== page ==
I was recently talking to the CEO of a large, global professional services company that had run a massive event for its clients. At the end of the PowerPoint central presentation, they asked members of the audience for feedback and received lots of polite positives.
The CEO, however, confided in us, saying: ‘We could detect a lack of sincerity in their voices.’ He was sensing the undercurrent of a conflicting private discourse. Private discourse is what people are really thinking but don’t say. Often private discourse can be masked by a very polite public discourse that conceals the truth.
The CEO was right! An anonymous online survey afterwards showed that attendees were less than impressed with the event. The CEO and his team listened to the feedback and substantially altered the next event. It was much more successful.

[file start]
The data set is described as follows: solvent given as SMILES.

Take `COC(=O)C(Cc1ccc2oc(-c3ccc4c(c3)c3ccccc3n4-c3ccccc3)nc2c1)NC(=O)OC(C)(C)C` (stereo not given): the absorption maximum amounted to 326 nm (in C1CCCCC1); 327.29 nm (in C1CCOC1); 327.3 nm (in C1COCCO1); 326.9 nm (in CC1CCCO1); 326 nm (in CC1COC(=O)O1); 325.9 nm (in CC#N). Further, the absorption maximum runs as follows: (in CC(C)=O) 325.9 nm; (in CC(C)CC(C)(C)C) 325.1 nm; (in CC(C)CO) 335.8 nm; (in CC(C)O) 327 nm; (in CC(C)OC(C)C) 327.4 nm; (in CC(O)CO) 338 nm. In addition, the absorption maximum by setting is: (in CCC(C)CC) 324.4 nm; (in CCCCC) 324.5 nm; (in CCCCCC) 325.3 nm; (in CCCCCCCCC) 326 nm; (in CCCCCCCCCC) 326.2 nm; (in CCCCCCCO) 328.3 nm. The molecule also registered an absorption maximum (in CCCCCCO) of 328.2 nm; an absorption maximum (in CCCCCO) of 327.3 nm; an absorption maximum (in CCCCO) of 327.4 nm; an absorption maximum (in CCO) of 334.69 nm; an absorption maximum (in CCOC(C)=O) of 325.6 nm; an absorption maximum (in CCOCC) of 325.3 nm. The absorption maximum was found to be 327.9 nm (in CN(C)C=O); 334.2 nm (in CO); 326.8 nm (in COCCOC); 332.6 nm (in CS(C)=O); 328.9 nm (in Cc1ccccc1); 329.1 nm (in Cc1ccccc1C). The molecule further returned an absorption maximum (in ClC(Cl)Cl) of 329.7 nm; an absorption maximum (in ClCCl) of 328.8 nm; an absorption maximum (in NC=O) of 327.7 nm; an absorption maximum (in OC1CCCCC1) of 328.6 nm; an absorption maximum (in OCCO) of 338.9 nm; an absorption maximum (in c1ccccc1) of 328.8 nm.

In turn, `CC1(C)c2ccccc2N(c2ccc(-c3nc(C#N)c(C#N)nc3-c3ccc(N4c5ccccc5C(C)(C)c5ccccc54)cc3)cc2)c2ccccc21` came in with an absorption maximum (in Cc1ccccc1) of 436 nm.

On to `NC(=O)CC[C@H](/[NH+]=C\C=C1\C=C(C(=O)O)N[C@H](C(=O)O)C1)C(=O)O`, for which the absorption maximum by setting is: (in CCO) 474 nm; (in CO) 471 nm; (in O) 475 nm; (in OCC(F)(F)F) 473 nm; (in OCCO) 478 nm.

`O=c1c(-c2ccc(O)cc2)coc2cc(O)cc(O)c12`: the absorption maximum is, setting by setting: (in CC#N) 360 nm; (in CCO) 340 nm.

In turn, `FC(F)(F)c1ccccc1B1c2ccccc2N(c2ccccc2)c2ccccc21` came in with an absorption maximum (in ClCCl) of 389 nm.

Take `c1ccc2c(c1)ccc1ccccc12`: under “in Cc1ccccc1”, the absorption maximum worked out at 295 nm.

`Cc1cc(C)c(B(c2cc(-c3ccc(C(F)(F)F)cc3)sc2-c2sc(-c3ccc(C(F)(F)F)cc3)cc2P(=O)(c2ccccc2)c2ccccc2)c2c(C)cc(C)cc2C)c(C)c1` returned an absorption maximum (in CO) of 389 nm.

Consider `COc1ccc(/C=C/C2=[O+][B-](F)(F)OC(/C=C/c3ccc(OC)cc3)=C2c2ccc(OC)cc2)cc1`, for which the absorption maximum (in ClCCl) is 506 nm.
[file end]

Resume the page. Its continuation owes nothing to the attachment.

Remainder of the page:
What happens when you become aware of the private discourse & it’s contrary to the public discourse? You can choose to step into a moment of authenticity and create a deep connection with your audience.
One of our clients Jack—was presenting at a roadshow. He told us employee attendance was compulsory, though he knew they would all be thinking but not saying: ‘Oh no, not another road show.’
Jack, as a senior leader, decided to step into the private discourse and opened by saying: ‘I know a
lot of you might be thinking: “Not another bloody roadshow!”
It was both unexpected and refreshing. His audience immediately burst into laughter. They’d been outed, but here was a leader who understood what they were thinking and feeling. They leaned in and listened.
Articulating the private discourse helps you show empathy and understanding for your audience, creating powerful connections and demonstrating courage.